When raw biscuit dough is initially packed in a container having this construction, the dough occupies only the bottom portion of the container. Upon standing, the biscuits release carbon dioxide gas and begin to swell. When the pressure inside the container exceeds that of the atmosphere surrounding the container, the pressure producing gas travels up through space occupied by the lining material 18, around the outer surface of the body iiange 16 and vents into the atmosphere. In this manner, the pressure within the container remains substantially atmospheric and produces no resistance to the rising of the biscuit dough. When the dough has risen sufiiciently to ll the entire volume of the container, a portion of the dough squeezes in, fills and seals ot the interior entrance to the space lled by lining material 18. The biscuit dough Ais nowina marketable condition. The rigid construction of the container resists rupturing or bursting thereof upon further increase of internal pressure. However, .tofmaintain'the internal pressure at a minimum, these filled containers are kept under refrigeration.

AReferring to the method of forming the venting container of the instant invention, a fluid lining material 19 is applied to the end ange 17 by any suitable means such as a nozzle 20 (Fig. 2). By virtue of its uidity and the force with which it is ejected from the nozzle 20, the lining material 19 ows upwardly along the vertical portion 21 of the ange 17 and outwardly toward the peripheral curl 22 of the flange 17. Curl 22 must be kept free of the lining 19 so as `to enable curl 22 to have firm engagement with the body flange 16 after double-seaming and thereby securely anchor the top end 11 to body 9. After application, the uid material 19 is vdried by any suitable means Vsuch as air drying `or exposure to heat, such as in an oven to form a solid, friable or brittle lining material 23 V(Fig. 3).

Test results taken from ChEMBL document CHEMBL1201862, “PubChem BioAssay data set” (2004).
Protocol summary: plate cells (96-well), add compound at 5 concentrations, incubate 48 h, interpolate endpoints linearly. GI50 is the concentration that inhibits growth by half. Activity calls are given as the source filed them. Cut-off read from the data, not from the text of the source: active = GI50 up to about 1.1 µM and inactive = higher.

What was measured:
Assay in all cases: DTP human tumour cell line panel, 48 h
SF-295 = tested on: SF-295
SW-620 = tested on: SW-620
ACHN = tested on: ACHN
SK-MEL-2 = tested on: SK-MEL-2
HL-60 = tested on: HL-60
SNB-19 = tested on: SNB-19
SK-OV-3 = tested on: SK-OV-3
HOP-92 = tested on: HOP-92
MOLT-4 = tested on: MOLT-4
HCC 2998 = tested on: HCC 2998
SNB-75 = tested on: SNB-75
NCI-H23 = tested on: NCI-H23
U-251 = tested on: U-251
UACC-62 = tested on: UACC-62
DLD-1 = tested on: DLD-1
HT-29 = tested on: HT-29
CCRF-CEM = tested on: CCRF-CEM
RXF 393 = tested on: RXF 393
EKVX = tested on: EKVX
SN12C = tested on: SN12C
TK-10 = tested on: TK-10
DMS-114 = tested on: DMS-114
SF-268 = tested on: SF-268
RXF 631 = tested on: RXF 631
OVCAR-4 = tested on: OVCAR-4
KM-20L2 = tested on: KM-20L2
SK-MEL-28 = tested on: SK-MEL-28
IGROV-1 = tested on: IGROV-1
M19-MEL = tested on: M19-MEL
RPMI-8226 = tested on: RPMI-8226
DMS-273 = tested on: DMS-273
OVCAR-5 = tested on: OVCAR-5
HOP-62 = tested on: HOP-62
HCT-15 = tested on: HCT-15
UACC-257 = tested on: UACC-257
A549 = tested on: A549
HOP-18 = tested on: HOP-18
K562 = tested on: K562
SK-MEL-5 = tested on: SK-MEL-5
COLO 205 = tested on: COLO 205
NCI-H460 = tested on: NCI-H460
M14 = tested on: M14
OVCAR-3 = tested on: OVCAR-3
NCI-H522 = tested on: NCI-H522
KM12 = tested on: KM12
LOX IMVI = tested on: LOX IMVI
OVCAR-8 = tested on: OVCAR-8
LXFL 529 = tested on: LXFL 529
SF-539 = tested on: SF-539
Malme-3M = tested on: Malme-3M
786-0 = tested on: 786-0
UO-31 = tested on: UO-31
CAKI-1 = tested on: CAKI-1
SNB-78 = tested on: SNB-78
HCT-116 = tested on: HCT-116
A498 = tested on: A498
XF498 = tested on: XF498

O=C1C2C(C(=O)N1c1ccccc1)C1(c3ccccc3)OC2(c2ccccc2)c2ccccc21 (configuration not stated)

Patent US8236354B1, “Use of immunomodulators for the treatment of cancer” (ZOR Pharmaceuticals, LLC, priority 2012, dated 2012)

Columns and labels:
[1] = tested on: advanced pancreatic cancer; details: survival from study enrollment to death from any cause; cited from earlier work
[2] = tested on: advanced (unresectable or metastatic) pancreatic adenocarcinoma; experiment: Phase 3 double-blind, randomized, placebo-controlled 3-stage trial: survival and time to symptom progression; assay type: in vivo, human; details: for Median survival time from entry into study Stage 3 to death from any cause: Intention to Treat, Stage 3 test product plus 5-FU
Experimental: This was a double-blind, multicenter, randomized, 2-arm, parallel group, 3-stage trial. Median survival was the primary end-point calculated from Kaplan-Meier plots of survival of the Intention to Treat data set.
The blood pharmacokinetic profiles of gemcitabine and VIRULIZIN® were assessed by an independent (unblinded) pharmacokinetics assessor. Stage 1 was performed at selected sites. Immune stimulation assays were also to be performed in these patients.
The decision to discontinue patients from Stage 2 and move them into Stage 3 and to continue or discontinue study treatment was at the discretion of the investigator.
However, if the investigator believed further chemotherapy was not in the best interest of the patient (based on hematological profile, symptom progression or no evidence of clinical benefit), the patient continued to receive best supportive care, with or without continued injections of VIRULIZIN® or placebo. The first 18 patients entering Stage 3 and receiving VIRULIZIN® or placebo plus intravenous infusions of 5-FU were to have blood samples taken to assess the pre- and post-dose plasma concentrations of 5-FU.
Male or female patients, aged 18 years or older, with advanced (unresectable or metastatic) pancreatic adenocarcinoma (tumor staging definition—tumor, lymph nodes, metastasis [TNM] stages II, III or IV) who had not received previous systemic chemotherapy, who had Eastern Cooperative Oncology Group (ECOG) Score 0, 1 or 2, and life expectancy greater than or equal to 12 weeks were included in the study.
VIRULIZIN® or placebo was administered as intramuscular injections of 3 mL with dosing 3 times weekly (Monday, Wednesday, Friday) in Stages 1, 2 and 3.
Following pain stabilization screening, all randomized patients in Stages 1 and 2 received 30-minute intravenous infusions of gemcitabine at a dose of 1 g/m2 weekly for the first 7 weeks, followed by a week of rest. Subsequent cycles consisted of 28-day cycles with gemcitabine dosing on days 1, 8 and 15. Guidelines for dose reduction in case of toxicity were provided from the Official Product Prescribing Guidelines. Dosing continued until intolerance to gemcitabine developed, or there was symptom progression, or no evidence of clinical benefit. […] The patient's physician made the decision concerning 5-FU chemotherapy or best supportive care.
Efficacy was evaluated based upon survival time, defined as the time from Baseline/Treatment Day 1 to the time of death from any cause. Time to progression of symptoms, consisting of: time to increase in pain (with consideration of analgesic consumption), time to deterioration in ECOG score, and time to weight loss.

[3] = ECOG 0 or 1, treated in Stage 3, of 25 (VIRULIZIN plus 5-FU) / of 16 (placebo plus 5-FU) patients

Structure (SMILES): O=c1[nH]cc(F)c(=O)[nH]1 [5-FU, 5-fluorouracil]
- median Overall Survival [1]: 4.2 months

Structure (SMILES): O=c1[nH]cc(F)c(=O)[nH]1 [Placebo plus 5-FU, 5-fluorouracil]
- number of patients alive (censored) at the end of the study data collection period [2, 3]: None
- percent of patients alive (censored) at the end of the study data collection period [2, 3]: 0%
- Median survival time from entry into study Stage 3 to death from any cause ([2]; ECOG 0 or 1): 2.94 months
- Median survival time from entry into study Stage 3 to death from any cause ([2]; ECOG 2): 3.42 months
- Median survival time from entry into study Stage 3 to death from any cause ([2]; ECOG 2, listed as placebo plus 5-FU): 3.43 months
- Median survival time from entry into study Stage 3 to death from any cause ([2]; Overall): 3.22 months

To produce the desired brittleness or friability in the liner 23, the lining composition Vcontains a preponderence, i.e. over 90%, of filler material such as powdered, hydrated, aluminum silicate, known commercially as Buca clay. As a temporary binder for the filler particles and to enable the lining, after drying, to form a continuous solid lm, the composition contains a small percentage of an elastomeric material, such as a styrene-acrylonitrile copolymer (Buna N) or a styrene-butadiene copolymer (GR-S). For ease of application, optional ingredients, such as thickeners and wetting agents, may be added to the composition.

After the container has been packed with a gas producing product such as raw biscuit dough, the end 11 is loosely positioned on the body 9 the peripheral edge of which has been turned outwardly to form the body ange 16. The two members, i.e. end 11 and body 9, are then tightly interengaged or interfolded, such as by double seaming between opposed seaming members, roller 24 and chuck 25 as best shown in Fig. 4. The tight nterengagement of the body and end anges rigidly attaches `the end to the body and provides the strength necessary to resist displacement or blowing ot of the end from the body due to any internal pressure generated in the container.

During the double seaming operation, the pressure eX- erted by the seaming members 24, 25 causes the liner 23 to fracture and become discontinuous at a plurality of places throughout the seam thereby providing the desired leak passages through the seam. Although the exact mechanism by which the discontinuous lining 18 performs its function is not known, tests have proved the instant invention to be effective in providing a venting end seam.